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Wednesday, December 7, 2022

Video Games

Innovative animal survival game satisfies


"Tokyo Jungle" is now available for the PlaySation 3 via PlayStation Network/Courtesy of Wikimedia Commons

“Tokyo Jungle” is now available for PlayStation 3 via PlayStation Network. | Courtesy of Wikimedia Commons

The PlayStation 3 hasn’t seen the same localization of strange Japanese titles that its predecessors have, but developer Crispy’s has returned a measure of wackiness to Sony’s premier console with the release of “Tokyo Jungle” on the PlayStation Network.

“Tokyo Jungle” is set nearly 10 years in the future after a mysterious cataclysm caused humans to disappear from the face of the earth, leaving animals, both wild and domestic, to fend for themselves in the streets of Tokyo. Players take on the role of more than 50 different species, ranging from rabbits to lions, in side-scrolling arcade action.

The meat of the game is survival mode. Each animal must eat, fight, flee and mate in order to live. The focus on survival keeps the action moving at a frantic pace as multiple timers are running and conditions constantly change.

Surprisingly, the constant threat of death rarely proves frustrating as Crispy’s has fine-tuned the various elements into a challenging and satisfying whole. Players will also find that each play-through is rewarded with increased statistics, new animals and costume items within the story mode to ensure that no trip through the jungle is the same.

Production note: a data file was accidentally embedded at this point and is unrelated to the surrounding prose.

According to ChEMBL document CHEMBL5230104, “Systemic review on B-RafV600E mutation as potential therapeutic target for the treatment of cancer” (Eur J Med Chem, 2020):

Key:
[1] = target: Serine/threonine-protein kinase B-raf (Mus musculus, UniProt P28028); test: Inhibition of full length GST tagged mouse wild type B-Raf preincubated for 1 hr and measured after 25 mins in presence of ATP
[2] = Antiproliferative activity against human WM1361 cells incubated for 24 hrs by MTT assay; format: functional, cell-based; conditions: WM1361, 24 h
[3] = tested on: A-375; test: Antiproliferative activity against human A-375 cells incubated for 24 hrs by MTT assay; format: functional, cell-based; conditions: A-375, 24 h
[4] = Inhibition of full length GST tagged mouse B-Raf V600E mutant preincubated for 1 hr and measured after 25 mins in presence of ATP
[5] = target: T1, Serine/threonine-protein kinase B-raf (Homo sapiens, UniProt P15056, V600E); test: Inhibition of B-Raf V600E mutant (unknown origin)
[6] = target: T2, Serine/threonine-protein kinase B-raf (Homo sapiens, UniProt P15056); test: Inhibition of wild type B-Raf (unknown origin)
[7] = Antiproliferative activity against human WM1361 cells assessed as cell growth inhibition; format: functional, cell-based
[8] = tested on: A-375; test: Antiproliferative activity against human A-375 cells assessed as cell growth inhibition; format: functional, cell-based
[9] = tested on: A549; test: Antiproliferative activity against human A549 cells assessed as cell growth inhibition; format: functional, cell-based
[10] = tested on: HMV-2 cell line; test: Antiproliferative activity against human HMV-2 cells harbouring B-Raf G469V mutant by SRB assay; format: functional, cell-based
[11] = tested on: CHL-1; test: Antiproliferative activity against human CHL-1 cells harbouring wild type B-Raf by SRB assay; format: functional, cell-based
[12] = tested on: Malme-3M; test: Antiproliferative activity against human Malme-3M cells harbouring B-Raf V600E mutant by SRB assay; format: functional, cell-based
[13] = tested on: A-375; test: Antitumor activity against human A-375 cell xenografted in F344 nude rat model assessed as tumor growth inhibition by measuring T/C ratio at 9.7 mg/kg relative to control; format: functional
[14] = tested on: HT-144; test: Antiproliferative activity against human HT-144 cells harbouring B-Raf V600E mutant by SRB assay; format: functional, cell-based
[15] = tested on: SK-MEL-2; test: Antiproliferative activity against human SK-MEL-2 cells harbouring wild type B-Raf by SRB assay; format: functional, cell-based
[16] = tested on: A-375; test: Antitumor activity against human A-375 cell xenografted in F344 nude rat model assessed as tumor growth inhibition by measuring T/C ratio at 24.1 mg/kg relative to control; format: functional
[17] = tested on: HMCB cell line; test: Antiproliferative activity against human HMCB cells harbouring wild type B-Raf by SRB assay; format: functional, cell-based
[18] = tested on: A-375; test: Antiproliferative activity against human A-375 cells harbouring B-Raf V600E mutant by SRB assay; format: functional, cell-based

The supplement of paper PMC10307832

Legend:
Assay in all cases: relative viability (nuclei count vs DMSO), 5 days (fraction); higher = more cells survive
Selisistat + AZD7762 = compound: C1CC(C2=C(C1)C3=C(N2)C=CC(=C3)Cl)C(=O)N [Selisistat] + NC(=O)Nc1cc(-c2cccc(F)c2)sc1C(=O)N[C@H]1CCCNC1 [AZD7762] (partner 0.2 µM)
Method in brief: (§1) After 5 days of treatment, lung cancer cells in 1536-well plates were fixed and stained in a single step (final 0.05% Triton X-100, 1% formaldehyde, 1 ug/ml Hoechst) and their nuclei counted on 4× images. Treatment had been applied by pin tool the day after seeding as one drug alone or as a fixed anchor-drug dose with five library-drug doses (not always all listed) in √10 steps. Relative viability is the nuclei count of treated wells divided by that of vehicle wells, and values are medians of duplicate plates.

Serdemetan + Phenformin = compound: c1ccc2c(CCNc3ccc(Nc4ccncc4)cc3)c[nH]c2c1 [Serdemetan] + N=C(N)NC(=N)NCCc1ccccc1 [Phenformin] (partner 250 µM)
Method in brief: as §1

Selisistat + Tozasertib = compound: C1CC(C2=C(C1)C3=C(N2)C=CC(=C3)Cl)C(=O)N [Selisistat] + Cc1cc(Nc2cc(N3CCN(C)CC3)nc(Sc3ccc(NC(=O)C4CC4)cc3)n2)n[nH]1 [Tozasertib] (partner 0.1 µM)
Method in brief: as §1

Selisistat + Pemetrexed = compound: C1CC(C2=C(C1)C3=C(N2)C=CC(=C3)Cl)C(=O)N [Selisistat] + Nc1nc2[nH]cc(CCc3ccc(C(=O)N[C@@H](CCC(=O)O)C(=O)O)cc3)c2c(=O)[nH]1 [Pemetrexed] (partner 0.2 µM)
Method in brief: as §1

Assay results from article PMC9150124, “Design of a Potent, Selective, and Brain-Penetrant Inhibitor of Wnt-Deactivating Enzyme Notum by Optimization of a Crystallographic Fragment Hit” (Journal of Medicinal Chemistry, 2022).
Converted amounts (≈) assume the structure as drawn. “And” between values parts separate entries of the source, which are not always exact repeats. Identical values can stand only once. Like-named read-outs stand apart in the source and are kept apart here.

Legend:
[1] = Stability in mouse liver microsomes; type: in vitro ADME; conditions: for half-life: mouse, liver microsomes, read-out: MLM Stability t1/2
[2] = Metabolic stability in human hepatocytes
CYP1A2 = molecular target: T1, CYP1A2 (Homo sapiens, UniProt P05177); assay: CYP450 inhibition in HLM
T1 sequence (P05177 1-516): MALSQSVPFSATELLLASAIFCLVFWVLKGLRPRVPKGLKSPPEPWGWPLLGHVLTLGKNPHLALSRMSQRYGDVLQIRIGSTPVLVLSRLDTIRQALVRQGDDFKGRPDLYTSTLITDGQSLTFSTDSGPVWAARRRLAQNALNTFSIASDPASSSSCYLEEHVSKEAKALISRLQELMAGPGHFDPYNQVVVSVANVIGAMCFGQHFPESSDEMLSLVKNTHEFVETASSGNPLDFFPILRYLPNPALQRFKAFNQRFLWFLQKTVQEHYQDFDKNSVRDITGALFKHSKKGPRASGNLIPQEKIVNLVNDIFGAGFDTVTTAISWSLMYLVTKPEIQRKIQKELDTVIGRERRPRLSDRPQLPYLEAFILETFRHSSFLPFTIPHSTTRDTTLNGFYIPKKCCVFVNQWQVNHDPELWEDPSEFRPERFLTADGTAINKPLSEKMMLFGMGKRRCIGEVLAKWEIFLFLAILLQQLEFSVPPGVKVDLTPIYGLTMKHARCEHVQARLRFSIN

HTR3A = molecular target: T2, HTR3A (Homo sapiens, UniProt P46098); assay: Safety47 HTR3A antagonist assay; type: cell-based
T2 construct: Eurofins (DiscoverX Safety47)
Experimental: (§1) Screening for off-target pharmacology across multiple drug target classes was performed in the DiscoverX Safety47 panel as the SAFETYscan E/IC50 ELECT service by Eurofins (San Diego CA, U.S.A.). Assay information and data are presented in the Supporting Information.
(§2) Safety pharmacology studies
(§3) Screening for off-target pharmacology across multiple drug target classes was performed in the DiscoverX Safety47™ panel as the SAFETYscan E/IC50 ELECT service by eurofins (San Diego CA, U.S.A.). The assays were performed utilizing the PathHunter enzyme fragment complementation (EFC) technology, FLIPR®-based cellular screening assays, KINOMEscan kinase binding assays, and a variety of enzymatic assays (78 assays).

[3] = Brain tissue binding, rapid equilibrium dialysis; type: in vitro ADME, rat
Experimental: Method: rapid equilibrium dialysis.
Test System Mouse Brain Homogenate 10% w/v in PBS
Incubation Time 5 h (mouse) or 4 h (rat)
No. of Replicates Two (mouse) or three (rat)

Story mode is split into episodes that present a series of obstacles for one specific animal to overcome. For example, a deer must find its mother or a Pomeranian must establish a home and find a mate. Episodes differ in task and species but each feels empty compared to survival mode.

While the survival mode can be fun, it also becomes repetitive. Each animal plays too similarly to others for the game to stay fresh throughout multiple sessions.

Costume unlocks go a long way toward providing impetus to keep playing, but since many costume pieces provide little to make wolves and porcupines look hilarious in silly hats and shoes, there isn’t much reason to pursue it.

These minor kinks can be overlooked, but the ill use of the camera angles marks the game’s major flaw. Animals in this game rely heavily on stealth to hunt prey and avoid predators. The camera is fixed in a side-scrolling view to the player-controlled animal, which makes seeing what direction prey is facing impossible until it comes into view.

Despite the repetitiveness and flawed camera, “Tokyo Jungle” is a fresh and fun title that can be played individually or cooperatively. At $15 it’s a bit high for a simple title, but players will find that even when the novelty wears off, they’ll keep coming back to the jungle.

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